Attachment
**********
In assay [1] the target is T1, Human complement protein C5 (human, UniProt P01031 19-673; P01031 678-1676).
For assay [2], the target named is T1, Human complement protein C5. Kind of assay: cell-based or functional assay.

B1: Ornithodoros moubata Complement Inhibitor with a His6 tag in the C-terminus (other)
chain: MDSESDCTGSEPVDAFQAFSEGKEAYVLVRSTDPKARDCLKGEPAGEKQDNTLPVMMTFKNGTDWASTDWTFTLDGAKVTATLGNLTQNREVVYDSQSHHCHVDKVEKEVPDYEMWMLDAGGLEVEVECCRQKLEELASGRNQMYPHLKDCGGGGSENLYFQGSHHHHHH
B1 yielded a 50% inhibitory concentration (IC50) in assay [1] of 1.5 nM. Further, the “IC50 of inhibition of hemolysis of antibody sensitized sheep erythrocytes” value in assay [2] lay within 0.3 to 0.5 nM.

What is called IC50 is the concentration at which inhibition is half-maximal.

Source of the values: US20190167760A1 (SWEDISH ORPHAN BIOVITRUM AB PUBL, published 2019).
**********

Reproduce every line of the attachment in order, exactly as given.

In assay [1] the target is T1, Human complement protein C5 (human, UniProt P01031 19-673; P01031 678-1676).
For assay [2], the target named is T1, Human complement protein C5. Kind of assay: cell-based or functional assay.

B1: Ornithodoros moubata Complement Inhibitor with a His6 tag in the C-terminus (other)
chain: MDSESDCTGSEPVDAFQAFSEGKEAYVLVRSTDPKARDCLKGEPAGEKQDNTLPVMMTFKNGTDWASTDWTFTLDGAKVTATLGNLTQNREVVYDSQSHHCHVDKVEKEVPDYEMWMLDAGGLEVEVECCRQKLEELASGRNQMYPHLKDCGGGGSENLYFQGSHHHHHH
B1 yielded a 50% inhibitory concentration (IC50) in assay [1] of 1.5 nM. Further, the “IC50 of inhibition of hemolysis of antibody sensitized sheep erythrocytes” value in assay [2] lay within 0.3 to 0.5 nM.

What is called IC50 is the concentration at which inhibition is half-maximal.

Source of the values: US20190167760A1 (SWEDISH ORPHAN BIOVITRUM AB PUBL, published 2019).